Migrating from Laravel to Eleventy

• 2 min read

Instead of finishing the many blog post drafts I have in iA Writer, I've spent the last couple of days/weeks replacing the tech stack that runs this website.

As of May 12th 2024, stefanzweifel.dev now runs on Eleventy and is hosted on Cloudflare Pages.

Previously, my website was a static build of a Laravel app. The app had controllers for the various pages and used Filament as an admin panel to write content.

In local development, I had no build process.
When a commit was pushed to GitHub, a GitHub Actions workflow was triggered, which checked out the repo and created a static HTML build of the entire app.

This whole contraption worked well; but it felt heavy. A Laravel app is by default not made to be a static site generator.

For a long time, I've been following Zach and the whole Eleventy community on the fediverse. The vibe of the 11ty community mirrors that of the Laravel community: everyone is friendly, open, and wants others to succeed with the tools they were given.

Earlier this year, I read the entire Eleventy documentation from start to finish and decided to give Eleventy a try. After a few beginner hurdles[1], the migration was pretty smooth. As I previously stored the content of my website already in markdown files using Orbit, I could literally copy and paste the files to the Eleventy project.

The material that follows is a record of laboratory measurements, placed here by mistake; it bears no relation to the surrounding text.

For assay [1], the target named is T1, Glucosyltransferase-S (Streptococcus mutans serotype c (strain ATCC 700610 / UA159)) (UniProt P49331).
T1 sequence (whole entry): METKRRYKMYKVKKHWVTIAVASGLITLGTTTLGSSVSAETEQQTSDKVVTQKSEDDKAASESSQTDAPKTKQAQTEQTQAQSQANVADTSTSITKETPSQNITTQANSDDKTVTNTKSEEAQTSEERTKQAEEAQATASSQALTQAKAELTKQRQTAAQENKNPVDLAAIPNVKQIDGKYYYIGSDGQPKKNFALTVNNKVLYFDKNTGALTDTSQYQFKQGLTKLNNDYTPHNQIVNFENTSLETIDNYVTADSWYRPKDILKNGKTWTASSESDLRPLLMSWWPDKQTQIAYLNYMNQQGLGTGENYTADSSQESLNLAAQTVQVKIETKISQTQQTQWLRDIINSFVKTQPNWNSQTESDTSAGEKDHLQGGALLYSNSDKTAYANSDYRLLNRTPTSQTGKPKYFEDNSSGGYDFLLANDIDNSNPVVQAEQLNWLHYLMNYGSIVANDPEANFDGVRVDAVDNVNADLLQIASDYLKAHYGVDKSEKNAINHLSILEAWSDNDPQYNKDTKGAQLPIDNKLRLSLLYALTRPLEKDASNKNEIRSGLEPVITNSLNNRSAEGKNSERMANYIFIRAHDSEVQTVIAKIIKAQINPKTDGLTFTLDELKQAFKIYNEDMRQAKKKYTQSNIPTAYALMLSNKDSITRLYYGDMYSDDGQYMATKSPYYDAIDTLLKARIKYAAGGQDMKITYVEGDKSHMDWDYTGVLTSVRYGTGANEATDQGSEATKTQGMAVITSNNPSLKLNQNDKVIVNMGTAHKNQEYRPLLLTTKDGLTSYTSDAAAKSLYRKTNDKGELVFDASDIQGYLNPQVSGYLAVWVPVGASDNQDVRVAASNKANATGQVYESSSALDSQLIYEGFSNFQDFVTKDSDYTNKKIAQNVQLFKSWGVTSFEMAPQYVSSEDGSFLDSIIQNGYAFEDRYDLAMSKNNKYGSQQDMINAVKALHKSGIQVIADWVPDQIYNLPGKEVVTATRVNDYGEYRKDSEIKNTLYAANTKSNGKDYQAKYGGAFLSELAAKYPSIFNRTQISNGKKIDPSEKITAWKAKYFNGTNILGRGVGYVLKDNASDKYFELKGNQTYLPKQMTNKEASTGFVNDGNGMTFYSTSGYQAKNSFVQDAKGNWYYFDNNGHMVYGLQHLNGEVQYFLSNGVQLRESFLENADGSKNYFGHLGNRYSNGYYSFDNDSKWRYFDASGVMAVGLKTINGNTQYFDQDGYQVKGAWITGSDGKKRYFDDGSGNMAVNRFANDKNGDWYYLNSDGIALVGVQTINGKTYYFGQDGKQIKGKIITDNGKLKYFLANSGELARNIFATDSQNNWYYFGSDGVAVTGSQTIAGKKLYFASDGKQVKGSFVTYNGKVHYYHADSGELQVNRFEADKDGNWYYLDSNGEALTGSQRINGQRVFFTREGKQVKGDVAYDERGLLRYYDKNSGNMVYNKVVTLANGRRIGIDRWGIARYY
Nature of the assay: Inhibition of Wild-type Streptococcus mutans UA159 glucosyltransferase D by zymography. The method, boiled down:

I then had to convert the Blade templates to Nunjucks – basically just replacing the foreach-loops – and install a couple of packages that help generate RSS feeds and sitemaps.

There were obviously some more steps involved (the draw the rest of the fucking owl meme comes to mind). But some of the steps I want to document in separate blog posts, as I think they could benefit other Eleventy users as well.

I'm also thinking about making the entire repo public so others can learn how I built my site. (I was immensely grateful that others made their Eleventy websites public)

My tech stack is now documented on the new colophon page. I added links to websites that were inspiration for past and the current design of my website.

  1. The different template engines supported by Eleventy and how they interact with each other were confusing at first. I've now restricted my setup to always use Nunjucks as the HTML template engine. ↩︎